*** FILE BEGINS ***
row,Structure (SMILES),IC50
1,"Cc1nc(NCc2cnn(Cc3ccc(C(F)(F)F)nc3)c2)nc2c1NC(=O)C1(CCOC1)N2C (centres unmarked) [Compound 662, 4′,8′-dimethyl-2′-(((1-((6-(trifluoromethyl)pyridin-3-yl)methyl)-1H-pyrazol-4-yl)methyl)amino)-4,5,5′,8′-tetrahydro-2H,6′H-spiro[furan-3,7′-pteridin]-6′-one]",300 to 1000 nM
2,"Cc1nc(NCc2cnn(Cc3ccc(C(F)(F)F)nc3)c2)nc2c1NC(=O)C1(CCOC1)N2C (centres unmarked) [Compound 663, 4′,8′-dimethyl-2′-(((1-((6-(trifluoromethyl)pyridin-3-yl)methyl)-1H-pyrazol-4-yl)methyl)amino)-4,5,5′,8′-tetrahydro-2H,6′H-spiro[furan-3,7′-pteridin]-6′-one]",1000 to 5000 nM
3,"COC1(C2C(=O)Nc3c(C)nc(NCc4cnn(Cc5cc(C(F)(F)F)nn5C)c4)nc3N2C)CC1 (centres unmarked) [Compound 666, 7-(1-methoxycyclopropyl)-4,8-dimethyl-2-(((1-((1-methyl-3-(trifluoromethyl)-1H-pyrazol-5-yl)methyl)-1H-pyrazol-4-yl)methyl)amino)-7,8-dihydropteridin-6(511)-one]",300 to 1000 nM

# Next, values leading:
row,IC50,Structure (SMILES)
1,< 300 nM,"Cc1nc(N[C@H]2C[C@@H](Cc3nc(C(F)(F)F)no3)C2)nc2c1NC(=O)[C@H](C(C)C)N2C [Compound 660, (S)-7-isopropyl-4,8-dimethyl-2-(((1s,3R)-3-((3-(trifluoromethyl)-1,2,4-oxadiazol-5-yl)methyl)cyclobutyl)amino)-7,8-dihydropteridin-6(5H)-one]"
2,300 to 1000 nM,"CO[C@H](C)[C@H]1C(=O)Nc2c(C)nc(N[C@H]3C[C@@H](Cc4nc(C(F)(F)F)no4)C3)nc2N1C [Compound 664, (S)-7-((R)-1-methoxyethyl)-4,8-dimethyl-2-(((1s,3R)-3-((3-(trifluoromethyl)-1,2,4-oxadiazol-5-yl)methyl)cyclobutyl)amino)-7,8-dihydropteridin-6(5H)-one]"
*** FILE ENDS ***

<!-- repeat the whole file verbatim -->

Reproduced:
row,Structure (SMILES),IC50
1,"Cc1nc(NCc2cnn(Cc3ccc(C(F)(F)F)nc3)c2)nc2c1NC(=O)C1(CCOC1)N2C (centres unmarked) [Compound 662, 4′,8′-dimethyl-2′-(((1-((6-(trifluoromethyl)pyridin-3-yl)methyl)-1H-pyrazol-4-yl)methyl)amino)-4,5,5′,8′-tetrahydro-2H,6′H-spiro[furan-3,7′-pteridin]-6′-one]",300 to 1000 nM
2,"Cc1nc(NCc2cnn(Cc3ccc(C(F)(F)F)nc3)c2)nc2c1NC(=O)C1(CCOC1)N2C (centres unmarked) [Compound 663, 4′,8′-dimethyl-2′-(((1-((6-(trifluoromethyl)pyridin-3-yl)methyl)-1H-pyrazol-4-yl)methyl)amino)-4,5,5′,8′-tetrahydro-2H,6′H-spiro[furan-3,7′-pteridin]-6′-one]",1000 to 5000 nM
3,"COC1(C2C(=O)Nc3c(C)nc(NCc4cnn(Cc5cc(C(F)(F)F)nn5C)c4)nc3N2C)CC1 (centres unmarked) [Compound 666, 7-(1-methoxycyclopropyl)-4,8-dimethyl-2-(((1-((1-methyl-3-(trifluoromethyl)-1H-pyrazol-5-yl)methyl)-1H-pyrazol-4-yl)methyl)amino)-7,8-dihydropteridin-6(511)-one]",300 to 1000 nM

# Next, values leading:
row,IC50,Structure (SMILES)
1,< 300 nM,"Cc1nc(N[C@H]2C[C@@H](Cc3nc(C(F)(F)F)no3)C2)nc2c1NC(=O)[C@H](C(C)C)N2C [Compound 660, (S)-7-isopropyl-4,8-dimethyl-2-(((1s,3R)-3-((3-(trifluoromethyl)-1,2,4-oxadiazol-5-yl)methyl)cyclobutyl)amino)-7,8-dihydropteridin-6(5H)-one]"
2,300 to 1000 nM,"CO[C@H](C)[C@H]1C(=O)Nc2c(C)nc(N[C@H]3C[C@@H](Cc4nc(C(F)(F)F)no4)C3)nc2N1C [Compound 664, (S)-7-((R)-1-methoxyethyl)-4,8-dimethyl-2-(((1s,3R)-3-((3-(trifluoromethyl)-1,2,4-oxadiazol-5-yl)methyl)cyclobutyl)amino)-7,8-dihydropteridin-6(5H)-one]"